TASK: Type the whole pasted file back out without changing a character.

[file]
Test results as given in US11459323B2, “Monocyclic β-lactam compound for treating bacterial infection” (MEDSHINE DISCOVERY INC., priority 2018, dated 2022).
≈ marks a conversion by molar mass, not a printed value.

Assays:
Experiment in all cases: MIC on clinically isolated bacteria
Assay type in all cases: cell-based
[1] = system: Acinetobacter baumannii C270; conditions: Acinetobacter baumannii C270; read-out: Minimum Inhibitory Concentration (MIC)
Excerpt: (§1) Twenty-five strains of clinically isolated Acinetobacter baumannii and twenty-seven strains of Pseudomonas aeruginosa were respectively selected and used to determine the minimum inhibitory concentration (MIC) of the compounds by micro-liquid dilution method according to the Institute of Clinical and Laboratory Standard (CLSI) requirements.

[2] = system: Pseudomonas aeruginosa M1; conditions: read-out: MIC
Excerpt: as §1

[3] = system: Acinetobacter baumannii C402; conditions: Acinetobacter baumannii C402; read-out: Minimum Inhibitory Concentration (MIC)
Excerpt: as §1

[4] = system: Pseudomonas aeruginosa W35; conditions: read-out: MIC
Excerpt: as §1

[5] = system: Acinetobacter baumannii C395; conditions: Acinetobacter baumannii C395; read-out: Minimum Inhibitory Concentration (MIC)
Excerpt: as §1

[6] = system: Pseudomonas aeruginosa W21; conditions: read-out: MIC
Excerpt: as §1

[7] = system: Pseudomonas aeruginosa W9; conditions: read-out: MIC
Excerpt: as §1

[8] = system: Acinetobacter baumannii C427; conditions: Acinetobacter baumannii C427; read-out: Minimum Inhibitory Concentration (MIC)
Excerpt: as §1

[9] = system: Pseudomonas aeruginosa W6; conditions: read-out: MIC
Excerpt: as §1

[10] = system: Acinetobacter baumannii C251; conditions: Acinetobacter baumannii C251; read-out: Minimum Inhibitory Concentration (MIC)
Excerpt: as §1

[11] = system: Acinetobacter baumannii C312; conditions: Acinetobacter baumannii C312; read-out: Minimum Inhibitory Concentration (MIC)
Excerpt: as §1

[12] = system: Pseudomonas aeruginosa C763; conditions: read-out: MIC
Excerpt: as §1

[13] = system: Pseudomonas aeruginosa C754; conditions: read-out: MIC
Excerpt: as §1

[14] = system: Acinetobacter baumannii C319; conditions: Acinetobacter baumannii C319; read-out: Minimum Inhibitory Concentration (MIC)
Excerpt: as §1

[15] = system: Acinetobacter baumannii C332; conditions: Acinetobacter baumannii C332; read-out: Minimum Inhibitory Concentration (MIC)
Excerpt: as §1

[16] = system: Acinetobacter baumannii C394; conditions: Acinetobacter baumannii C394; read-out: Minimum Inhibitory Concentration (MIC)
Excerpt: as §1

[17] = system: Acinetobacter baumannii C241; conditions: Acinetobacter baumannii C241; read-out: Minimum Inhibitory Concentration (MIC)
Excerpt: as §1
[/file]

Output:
Test results as given in US11459323B2, “Monocyclic β-lactam compound for treating bacterial infection” (MEDSHINE DISCOVERY INC., priority 2018, dated 2022).
≈ marks a conversion by molar mass, not a printed value.

Assays:
Experiment in all cases: MIC on clinically isolated bacteria
Assay type in all cases: cell-based
[1] = system: Acinetobacter baumannii C270; conditions: Acinetobacter baumannii C270; read-out: Minimum Inhibitory Concentration (MIC)
Excerpt: (§1) Twenty-five strains of clinically isolated Acinetobacter baumannii and twenty-seven strains of Pseudomonas aeruginosa were respectively selected and used to determine the minimum inhibitory concentration (MIC) of the compounds by micro-liquid dilution method according to the Institute of Clinical and Laboratory Standard (CLSI) requirements.

[2] = system: Pseudomonas aeruginosa M1; conditions: read-out: MIC
Excerpt: as §1

[3] = system: Acinetobacter baumannii C402; conditions: Acinetobacter baumannii C402; read-out: Minimum Inhibitory Concentration (MIC)
Excerpt: as §1

[4] = system: Pseudomonas aeruginosa W35; conditions: read-out: MIC
Excerpt: as §1

[5] = system: Acinetobacter baumannii C395; conditions: Acinetobacter baumannii C395; read-out: Minimum Inhibitory Concentration (MIC)
Excerpt: as §1

[6] = system: Pseudomonas aeruginosa W21; conditions: read-out: MIC
Excerpt: as §1

[7] = system: Pseudomonas aeruginosa W9; conditions: read-out: MIC
Excerpt: as §1

[8] = system: Acinetobacter baumannii C427; conditions: Acinetobacter baumannii C427; read-out: Minimum Inhibitory Concentration (MIC)
Excerpt: as §1

[9] = system: Pseudomonas aeruginosa W6; conditions: read-out: MIC
Excerpt: as §1

[10] = system: Acinetobacter baumannii C251; conditions: Acinetobacter baumannii C251; read-out: Minimum Inhibitory Concentration (MIC)
Excerpt: as §1

[11] = system: Acinetobacter baumannii C312; conditions: Acinetobacter baumannii C312; read-out: Minimum Inhibitory Concentration (MIC)
Excerpt: as §1

[12] = system: Pseudomonas aeruginosa C763; conditions: read-out: MIC
Excerpt: as §1

[13] = system: Pseudomonas aeruginosa C754; conditions: read-out: MIC
Excerpt: as §1

[14] = system: Acinetobacter baumannii C319; conditions: Acinetobacter baumannii C319; read-out: Minimum Inhibitory Concentration (MIC)
Excerpt: as §1

[15] = system: Acinetobacter baumannii C332; conditions: Acinetobacter baumannii C332; read-out: Minimum Inhibitory Concentration (MIC)
Excerpt: as §1

[16] = system: Acinetobacter baumannii C394; conditions: Acinetobacter baumannii C394; read-out: Minimum Inhibitory Concentration (MIC)
Excerpt: as §1

[17] = system: Acinetobacter baumannii C241; conditions: Acinetobacter baumannii C241; read-out: Minimum Inhibitory Concentration (MIC)
Excerpt: as §1